"If you're an Elvis fan, no explanation is necessary; If you're not an Elvis fan, no explanation is possible."

(George Klein)






'Elvis Sessions 3' - By Joe Tunzi

"Fascinating but flawed"


Joseph Tunzi’s extremely detailed 650 page updated Elvis Sessions book has at last been released after a long 2 year wait.

Aimed at Elvis music fanatics, rather than the general public, Sessions 3 is a thought inspiring read that should make it the ultimate Elvis research tool and an essential purchase.


Prospective buyers however should realise that there is no narrative within the chapters to explain or complement the lists of recordings, these are just ‘the facts’. Competing with the likes of Ernst Jorgensen’s ‘Elvis: A Life in Music’ or David Petrelle’s extremely detailed 960 page ‘Solid Gold Elvis’, Sessions 3 needs to be up-to-date, interesting to browse through and factually correct. I spent an enthralled week poring over all the lists and notes but while the book is packed with an extraordinary amount of fascinating information (good to see some of Sessions 2’s "rumours" have been removed) I do ultimately feel a little let down.

In its praise there is no doubt that it is extremely current, even listing the free TV Guide mini-disc of ‘That’s all Right’ from Aug 11th 1970 - but already however not containing relevant info about the new FTDs ‘Closing Night & ‘Double Trouble’.

Some of the new photos are just fantastic. I have always appreciated images of Elvis at his recording sessions since this helps one understand the feeling, set-up & sound of these important events. A lot of the photos are true gems, for instance Elvis wearing a fishing cap at the ‘His Hand In Mine’ sessions and several new photos from the Soundtracks sessions. There is also the noted rarity of Elvis in his hotel suite, at a 1973 after-show party, jamming with Mama Cass & others.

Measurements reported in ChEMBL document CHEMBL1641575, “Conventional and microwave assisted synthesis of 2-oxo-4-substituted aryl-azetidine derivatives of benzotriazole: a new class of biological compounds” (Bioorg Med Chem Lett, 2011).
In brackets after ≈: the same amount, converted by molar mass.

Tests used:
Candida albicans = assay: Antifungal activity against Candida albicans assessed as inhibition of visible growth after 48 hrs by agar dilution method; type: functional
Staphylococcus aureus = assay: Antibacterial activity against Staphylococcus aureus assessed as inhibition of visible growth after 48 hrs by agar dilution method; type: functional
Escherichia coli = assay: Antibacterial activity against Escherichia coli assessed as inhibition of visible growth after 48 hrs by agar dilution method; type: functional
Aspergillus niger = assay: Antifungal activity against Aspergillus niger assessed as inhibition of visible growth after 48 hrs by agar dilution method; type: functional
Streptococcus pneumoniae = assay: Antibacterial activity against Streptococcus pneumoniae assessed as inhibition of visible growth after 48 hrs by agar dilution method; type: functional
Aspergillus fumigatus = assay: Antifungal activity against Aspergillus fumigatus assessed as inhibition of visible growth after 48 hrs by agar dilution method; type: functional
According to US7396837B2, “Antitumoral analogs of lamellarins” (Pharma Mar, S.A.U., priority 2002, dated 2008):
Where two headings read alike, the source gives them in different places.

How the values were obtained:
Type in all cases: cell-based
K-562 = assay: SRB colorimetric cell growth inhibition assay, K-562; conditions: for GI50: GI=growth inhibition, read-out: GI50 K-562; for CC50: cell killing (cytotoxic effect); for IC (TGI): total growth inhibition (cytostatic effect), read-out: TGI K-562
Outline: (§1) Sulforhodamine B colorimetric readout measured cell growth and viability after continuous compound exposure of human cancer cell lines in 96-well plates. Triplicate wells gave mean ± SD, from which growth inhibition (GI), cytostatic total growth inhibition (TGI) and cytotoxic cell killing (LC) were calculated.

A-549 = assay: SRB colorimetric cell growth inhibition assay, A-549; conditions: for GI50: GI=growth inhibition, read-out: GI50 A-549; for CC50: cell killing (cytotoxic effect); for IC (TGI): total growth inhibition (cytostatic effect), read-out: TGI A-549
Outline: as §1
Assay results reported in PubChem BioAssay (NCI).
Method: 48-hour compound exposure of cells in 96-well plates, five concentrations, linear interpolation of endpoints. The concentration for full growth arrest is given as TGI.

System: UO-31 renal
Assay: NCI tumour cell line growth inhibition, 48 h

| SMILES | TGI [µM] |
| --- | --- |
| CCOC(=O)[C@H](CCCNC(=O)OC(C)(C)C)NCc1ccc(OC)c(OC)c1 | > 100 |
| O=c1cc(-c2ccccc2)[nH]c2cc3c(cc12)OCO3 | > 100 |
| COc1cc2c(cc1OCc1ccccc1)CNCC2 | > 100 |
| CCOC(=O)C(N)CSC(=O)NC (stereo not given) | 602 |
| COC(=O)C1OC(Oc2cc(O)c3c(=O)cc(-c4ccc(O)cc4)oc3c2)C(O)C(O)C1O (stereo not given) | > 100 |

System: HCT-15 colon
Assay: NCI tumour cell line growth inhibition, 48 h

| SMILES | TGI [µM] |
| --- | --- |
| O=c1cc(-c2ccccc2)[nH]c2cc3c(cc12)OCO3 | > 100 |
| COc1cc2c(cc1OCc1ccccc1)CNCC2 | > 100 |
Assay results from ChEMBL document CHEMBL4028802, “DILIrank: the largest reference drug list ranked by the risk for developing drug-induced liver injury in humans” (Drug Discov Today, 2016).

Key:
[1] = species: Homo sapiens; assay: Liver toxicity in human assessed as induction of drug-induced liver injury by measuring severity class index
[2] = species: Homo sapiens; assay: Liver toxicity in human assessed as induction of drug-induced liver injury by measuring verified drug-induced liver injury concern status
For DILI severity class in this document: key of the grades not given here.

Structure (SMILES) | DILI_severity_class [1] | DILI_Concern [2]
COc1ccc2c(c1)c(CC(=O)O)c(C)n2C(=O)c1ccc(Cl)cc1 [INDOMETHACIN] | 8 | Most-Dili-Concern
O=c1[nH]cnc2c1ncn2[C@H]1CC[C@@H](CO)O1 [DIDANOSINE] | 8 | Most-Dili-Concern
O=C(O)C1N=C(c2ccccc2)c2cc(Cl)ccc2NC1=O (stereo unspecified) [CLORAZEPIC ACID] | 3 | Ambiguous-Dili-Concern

The print quality however of some of the images could have been improved and it is obvious that a few are jpeg images, lacking resolution, which would have looked better in a smaller size. There is a lot of fine & detailed information here.

Chapters like ‘Film, TV & Video analysis’ are truly excellent, including notes on the filmed footage from TTWII and On Tour - a real appetite whetter for the future DVD release. The list of (possible) BMG owned live tapes & soundboards is also exciting. Another highlight that will excite a large number of fans is the chapter focussing on known unreleased song highlights along with the short notes on ‘Rumours & the Future.’

However there are several major flaws with the book that cannot be overlooked, despite the praise heaped upon it by other enthusiasts. There is no doubt that Joe Tunzi’s forte has always been his photo books over his information books and the real problem here is with the format of the book which just begs for a better design.

Irritatingly all the listed sessions are in the same format and font whether they be Overdubs, Soundboards or Studio sessions. The orchestral Overdub session for one movie soundtrack song without Elvis’ involvement can even take up 2 pages whereas a crucial Studio session (ie. One Night/I Beg Of You) can be a bottom-of-page addition! This is where Jorgensen’s ‘A Life In Music’ chapters, narrative & layout really shines in comparison.